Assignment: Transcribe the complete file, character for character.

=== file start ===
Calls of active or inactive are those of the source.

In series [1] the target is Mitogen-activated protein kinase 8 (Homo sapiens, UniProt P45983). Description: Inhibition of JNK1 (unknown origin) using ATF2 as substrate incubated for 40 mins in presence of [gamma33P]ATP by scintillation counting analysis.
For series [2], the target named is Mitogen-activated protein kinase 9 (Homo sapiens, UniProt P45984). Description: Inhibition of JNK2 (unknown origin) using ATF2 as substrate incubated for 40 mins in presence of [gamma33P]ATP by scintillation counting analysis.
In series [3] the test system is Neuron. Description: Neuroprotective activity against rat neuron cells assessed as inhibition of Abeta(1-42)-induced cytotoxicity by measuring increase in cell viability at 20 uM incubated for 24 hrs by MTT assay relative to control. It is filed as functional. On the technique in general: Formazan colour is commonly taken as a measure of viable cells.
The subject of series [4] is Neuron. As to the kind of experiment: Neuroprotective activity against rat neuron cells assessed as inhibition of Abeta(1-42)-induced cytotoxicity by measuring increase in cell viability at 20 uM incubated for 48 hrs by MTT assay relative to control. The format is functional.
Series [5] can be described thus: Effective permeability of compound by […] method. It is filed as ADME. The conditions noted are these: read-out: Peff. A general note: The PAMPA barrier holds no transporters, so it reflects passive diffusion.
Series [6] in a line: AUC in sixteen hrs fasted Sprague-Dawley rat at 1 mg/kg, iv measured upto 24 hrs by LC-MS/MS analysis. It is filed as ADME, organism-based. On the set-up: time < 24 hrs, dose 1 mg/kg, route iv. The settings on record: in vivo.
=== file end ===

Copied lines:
Calls of active or inactive are those of the source.

In series [1] the target is Mitogen-activated protein kinase 8 (Homo sapiens, UniProt P45983). Description: Inhibition of JNK1 (unknown origin) using ATF2 as substrate incubated for 40 mins in presence of [gamma33P]ATP by scintillation counting analysis.
For series [2], the target named is Mitogen-activated protein kinase 9 (Homo sapiens, UniProt P45984). Description: Inhibition of JNK2 (unknown origin) using ATF2 as substrate incubated for 40 mins in presence of [gamma33P]ATP by scintillation counting analysis.
In series [3] the test system is Neuron. Description: Neuroprotective activity against rat neuron cells assessed as inhibition of Abeta(1-42)-induced cytotoxicity by measuring increase in cell viability at 20 uM incubated for 24 hrs by MTT assay relative to control. It is filed as functional. On the technique in general: Formazan colour is commonly taken as a measure of viable cells.
The subject of series [4] is Neuron. As to the kind of experiment: Neuroprotective activity against rat neuron cells assessed as inhibition of Abeta(1-42)-induced cytotoxicity by measuring increase in cell viability at 20 uM incubated for 48 hrs by MTT assay relative to control. The format is functional.
Series [5] can be described thus: Effective permeability of compound by […] method. It is filed as ADME. The conditions noted are these: read-out: Peff. A general note: The PAMPA barrier holds no transporters, so it reflects passive diffusion.
Series [6] in a line: AUC in sixteen hrs fasted Sprague-Dawley rat at 1 mg/kg, iv measured upto 24 hrs by LC-MS/MS analysis. It is filed as ADME, organism-based. On the set-up: time < 24 hrs, dose 1 mg/kg, route iv. The settings on record: in vivo.